Love Living, Quit Hating, Everyone Relating

How To Create Your Ideal Relationship

In Uncategorized on August 9, 2010 at 3:13 pm

You can learn what NOT to do by watching how "Speidi" interact /

People take the initiative to voice their salary expectations to their new employers. They have a fit if their double grande half-caf skim caramel latte isn’t made the way they ordered it. They negotiate the price of their new car at the dealership, and tell their barber how they want their hair cut or hairdresser the exact shade of Jennifer Aniston blonde they want their hair dyed. But for some reason, when it comes to relationships, people have such an issue telling their partner, their “other half”, and love of their life, how they want their relationship to flow. 

Okay I understand the fact that unlike those examples above, the person you are with is close to you, so you fear hurting their feelings or making them feel like they are failing at being your significant other. But you and your partner communicating what you want is not only critical, it is a requirement for any successful relationship. Have you ever seen two people break up because both people communicated to well? I haven’t.  But I’ve seen plenty people break up because one person didn’t communicate well with the other.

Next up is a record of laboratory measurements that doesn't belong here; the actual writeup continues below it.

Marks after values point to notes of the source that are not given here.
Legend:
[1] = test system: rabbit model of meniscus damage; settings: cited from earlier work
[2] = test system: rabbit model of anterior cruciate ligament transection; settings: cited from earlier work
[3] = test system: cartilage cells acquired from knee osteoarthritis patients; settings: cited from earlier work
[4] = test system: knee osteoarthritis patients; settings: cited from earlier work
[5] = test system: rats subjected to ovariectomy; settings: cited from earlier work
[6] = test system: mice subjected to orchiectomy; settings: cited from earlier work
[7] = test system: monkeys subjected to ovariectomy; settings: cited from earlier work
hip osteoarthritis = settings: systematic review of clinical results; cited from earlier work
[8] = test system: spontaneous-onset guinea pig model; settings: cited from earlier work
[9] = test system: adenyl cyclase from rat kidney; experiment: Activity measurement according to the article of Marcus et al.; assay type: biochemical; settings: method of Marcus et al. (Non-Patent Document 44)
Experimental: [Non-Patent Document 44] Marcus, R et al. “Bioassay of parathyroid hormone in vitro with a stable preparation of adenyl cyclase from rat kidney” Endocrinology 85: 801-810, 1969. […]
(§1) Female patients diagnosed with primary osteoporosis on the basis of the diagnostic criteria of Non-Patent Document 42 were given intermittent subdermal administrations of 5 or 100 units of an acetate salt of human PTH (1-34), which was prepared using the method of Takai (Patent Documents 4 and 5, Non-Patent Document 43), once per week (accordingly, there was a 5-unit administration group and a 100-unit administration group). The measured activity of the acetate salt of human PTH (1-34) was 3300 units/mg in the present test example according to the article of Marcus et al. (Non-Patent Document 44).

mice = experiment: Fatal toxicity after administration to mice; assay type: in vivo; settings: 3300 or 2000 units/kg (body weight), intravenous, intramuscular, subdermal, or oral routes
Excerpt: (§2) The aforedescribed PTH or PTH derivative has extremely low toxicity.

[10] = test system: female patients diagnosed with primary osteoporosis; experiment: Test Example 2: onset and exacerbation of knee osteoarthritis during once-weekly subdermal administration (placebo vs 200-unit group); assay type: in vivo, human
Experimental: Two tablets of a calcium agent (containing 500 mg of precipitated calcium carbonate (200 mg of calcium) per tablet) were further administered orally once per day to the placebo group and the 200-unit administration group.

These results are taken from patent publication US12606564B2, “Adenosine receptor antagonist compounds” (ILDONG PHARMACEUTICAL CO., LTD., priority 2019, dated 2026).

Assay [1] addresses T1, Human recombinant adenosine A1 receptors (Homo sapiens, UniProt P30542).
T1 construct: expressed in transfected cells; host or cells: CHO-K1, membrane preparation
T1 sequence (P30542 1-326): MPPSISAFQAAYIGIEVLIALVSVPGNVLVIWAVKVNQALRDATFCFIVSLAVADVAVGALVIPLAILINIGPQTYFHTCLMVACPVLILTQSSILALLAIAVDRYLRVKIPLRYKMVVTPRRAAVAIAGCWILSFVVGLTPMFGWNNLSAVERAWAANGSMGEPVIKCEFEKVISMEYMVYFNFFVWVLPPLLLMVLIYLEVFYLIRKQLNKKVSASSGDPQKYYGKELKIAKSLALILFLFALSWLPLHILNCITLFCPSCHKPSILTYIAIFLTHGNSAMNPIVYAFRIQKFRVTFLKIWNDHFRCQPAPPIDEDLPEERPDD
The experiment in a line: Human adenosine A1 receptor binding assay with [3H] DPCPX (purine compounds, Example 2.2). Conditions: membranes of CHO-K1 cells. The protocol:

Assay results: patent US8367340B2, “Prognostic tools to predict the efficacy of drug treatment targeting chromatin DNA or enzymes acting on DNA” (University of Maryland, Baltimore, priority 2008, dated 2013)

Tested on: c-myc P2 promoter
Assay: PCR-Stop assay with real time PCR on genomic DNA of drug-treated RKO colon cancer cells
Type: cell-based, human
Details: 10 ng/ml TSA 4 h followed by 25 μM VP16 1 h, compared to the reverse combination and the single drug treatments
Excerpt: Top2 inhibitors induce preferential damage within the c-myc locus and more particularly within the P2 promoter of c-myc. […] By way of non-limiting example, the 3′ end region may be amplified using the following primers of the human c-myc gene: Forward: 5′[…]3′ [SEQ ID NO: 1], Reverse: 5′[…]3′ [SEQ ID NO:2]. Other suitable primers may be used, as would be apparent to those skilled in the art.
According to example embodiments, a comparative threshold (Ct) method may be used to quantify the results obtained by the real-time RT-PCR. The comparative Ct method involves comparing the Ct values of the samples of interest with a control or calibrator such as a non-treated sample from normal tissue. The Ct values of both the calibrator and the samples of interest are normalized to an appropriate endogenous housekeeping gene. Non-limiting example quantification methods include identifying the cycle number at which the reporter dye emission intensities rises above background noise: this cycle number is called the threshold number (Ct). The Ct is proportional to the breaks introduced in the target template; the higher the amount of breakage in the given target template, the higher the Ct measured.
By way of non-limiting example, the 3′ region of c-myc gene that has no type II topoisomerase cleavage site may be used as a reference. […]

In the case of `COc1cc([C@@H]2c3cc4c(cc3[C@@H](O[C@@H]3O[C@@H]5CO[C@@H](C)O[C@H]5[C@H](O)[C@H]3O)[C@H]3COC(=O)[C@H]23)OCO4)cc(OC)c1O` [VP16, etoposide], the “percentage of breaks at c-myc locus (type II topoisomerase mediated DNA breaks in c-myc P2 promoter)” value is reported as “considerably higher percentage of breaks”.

Telling your partner how you feel about your relationship is the easiest way to creating your ideal relationship. 

Think about it: How can you expect your relationship to be a certain way, if you don’t express what you want and need? 

I’ve  had this conversation with several of my friends regarding their relationships. Some of them felt that bringing up a want, an issue they wanted resolved, or change they wanted to implement would either cause conflict between them and their partner, make their partner feel inadequate, or would be no use because their partner wouldn’t agree to the change. So they either refrained from bringing up the issue, or feared doing so. 

Remember, miscommunication is the reason behind any conflict. 

I believe this to not only be true for relationships but for anything. Miscommunication is not only misunderstanding something or someone, it can be a lack of communication. If you don’t voice what you want with anything, how do you expect to get it?